As a result, though, there is also danger in the watchfulness.

There has been no clear definition of what is meant by “law.” For many, it has boiled down to the place that any suggestion of something that should be done is now labeled “law” and given the curse of anathema.

Let’s think this through for a few moments.

Is it law in opposition to grace when you tell your child, “Do not play in the street?” Does “pure grace” lean completely on the Holy Spirit to direct the child?

When the doctor says, “You should exercise more,” do you reject the advice because it came from an attitude of “law” as a requirement?

“Guard your heart…” (Pro. 4:23) is a straight out imperative. Do we ignore it because it is written as a command?

Yet in our “grace camp” there are those who seem to bristle at any phrase, statement, or even innuendo which appears as “law.” Requirements are out, they say. “I don’t HAVE to do anything.”

On the surface, that is absolutely correct. You do not HAVE to do anything. But, that is nothing new. You were never under any requirement. You may have chosen to obey whatever, but the choice was always and still is yours.

So, that is not the issue here.

When Jesus was asked about the greatest, or most important commandment, He quoted Deuteronomy and gave the two “love laws” of God and neighbor. However, we tend to either miss or gloss over the full quote from the fifth book of the Bible.

In Mark’s account, neither did Jesus miss the full quote. It begins with a command—“Hear, O Israel!”

Some have pointed out that there is no word for ‘obey’ in Hebrew. The word we translate as ‘obey’ is the word for ‘hear.’

This is what parents mean when they scold their child with “You’re not listening to me!” The child knows that they are ‘listening’ and can repeat every word you just said. What they are not doing is obeying.

This is where it gets a little sticky.

We don’t want to be told to do anything by anyone. That is the current mantra of many in the “grace movement.” However, it was in our DNA long before we came into grace. It is at the heart of any and all of our rebellion to anything in any form.

What are we to do? How do we respond? How do we avoid, then, any mixture of law in our message of grace and love?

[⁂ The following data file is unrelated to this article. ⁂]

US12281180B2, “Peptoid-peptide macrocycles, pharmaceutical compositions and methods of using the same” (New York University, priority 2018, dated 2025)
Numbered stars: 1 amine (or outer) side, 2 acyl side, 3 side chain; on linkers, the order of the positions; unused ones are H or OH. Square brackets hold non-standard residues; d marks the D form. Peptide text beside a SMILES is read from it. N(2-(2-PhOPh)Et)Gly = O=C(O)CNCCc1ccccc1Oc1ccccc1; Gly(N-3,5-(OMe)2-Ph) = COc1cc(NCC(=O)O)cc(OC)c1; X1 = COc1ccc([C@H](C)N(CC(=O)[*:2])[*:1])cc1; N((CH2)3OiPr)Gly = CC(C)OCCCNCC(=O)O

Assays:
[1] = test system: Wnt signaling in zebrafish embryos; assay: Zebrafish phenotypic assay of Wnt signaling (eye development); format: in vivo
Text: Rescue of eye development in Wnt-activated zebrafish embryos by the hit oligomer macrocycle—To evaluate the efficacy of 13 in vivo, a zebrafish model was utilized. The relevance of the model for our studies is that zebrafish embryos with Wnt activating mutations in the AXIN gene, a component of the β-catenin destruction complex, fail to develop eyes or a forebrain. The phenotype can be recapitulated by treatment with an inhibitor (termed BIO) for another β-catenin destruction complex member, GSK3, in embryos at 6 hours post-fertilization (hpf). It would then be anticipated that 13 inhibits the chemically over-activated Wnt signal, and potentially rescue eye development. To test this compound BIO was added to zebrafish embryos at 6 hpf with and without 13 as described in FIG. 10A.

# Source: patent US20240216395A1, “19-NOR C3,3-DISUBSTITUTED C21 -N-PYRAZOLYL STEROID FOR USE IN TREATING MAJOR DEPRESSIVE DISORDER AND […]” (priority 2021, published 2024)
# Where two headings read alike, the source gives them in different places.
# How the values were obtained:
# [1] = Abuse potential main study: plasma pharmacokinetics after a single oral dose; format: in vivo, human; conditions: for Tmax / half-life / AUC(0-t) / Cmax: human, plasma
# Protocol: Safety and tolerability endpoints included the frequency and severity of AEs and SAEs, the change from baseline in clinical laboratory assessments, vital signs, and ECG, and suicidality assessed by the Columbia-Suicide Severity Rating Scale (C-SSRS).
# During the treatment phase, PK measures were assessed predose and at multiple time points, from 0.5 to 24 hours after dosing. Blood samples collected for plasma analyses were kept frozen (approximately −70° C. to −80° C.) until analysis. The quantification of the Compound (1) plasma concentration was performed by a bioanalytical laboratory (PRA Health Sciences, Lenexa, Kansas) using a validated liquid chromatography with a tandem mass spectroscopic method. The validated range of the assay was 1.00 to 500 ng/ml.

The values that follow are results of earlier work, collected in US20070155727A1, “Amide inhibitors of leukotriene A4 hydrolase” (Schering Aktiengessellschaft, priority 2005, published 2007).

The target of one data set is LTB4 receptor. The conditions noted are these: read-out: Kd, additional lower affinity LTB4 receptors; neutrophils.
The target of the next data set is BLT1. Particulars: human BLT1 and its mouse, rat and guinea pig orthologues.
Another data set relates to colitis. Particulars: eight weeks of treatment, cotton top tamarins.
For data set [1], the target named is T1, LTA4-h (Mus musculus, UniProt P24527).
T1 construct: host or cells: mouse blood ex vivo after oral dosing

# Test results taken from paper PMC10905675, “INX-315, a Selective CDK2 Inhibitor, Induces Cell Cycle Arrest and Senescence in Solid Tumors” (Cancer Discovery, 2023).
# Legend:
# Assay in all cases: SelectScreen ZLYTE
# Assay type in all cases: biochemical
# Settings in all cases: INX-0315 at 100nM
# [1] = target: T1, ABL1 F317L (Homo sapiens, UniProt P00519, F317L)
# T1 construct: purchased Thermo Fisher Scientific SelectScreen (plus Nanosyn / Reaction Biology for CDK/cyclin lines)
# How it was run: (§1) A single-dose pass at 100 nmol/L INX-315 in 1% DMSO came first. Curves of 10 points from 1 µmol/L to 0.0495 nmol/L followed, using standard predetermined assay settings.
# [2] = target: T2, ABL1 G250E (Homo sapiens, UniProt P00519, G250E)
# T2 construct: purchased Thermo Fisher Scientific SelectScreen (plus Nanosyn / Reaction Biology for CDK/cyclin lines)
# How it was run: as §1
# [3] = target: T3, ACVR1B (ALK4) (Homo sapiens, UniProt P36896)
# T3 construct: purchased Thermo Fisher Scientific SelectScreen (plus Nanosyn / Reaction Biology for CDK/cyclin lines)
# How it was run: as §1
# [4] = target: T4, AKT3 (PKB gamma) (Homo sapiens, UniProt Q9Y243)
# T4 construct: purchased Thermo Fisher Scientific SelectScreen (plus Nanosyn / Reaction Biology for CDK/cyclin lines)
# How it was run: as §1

There are no easy answers.

It may appear to be a conundrum, but we are not impaled on the horns of a dilemma if we will simply take time to think.

It has been fashionable for a few years to claim that the Decalogue as given by Moses was not “The Ten Suggestions.” In reality, though, they are—in a manner of speaking.

The so-called Ten Commandments are written in the indicative mood, which means they “indicate” something. They indicate how the believer acts.

Instead of reading “You may not,” read them as “You won’t.”

One who loves will not steal or tell lies or commit adultery. It doesn’t enter into their mind. They are not focused on what they should or shouldn’t do. It simply IS.

There are many in the grace camp who would do away with any part of the Bible that seems to indicate a ‘law of requirement.’ (Yes, there are some who have done away with the Bible altogether. This is not for them.)

James, the Lord’s brother, is credited with having written the letter that bears his name. His words are often put in contrast over against the words of the apostle Paul as if James is an outright legalist and should be ignored by any who are coming into grace.

(Did you notice the irony there? “…should be…”)

Is he a legalist?

Is it not possible that we read his words with a jaundiced eye?

When James writes, “Be doers of the word and not hearers only” do we ignore
Pro. 4:23 on the basis that James is a legalist and I have no requirement to be a doer?

Many will say, “I refuse to be brought under any form of law.”

Is that really where we want to stand?

When Paul was arguing against allowing the law, he was opposing legalism. He was against any exercise of effort on our part to be “right with God.”

In this we should stand firm.

Legalism is the law of requirement to make one righteous.

When Paul writes that we should “speak the truth in love,” (Eph. 4:15) is that not a command? Should we avoid that because it is written as a law? Or, should we not rather view it as it is—a principle.

We use the term “law of gravity” which means there is a principle of gravity which must be considered if we want to do certain things.

LOVE is just such a ‘law.’ It is a principle by which we operate. “Speaking the truth” is an indication of how love will look in that situation. “Being at peace with all” is an indication of what love looks like in the world.

“Little children, let us not love in word or talk but in deed and in truth.”
(1Jo 3:18)
Is this a legalistic command which should be avoided?

If we have the correct words without the corresponding actions we are nothing but a clanging cymbal. (1 Cor. 13:1-3)

The so-called commands of the New Testament are basically indicators of what love looks like. Use them as a benchmark to mark the level of your growth in love.

Let us get over our fear of mixture in the grace message, because fear has torment and is not a part of love.

Let us begin to hear with ears that are tuned to what is being said, not necessarily how it is being said. As humans, we are limited in our language—especially those of us who speak the English language with all its limitations of a multitude of definitions for a single word.


We are love personified,
there is no fear in love.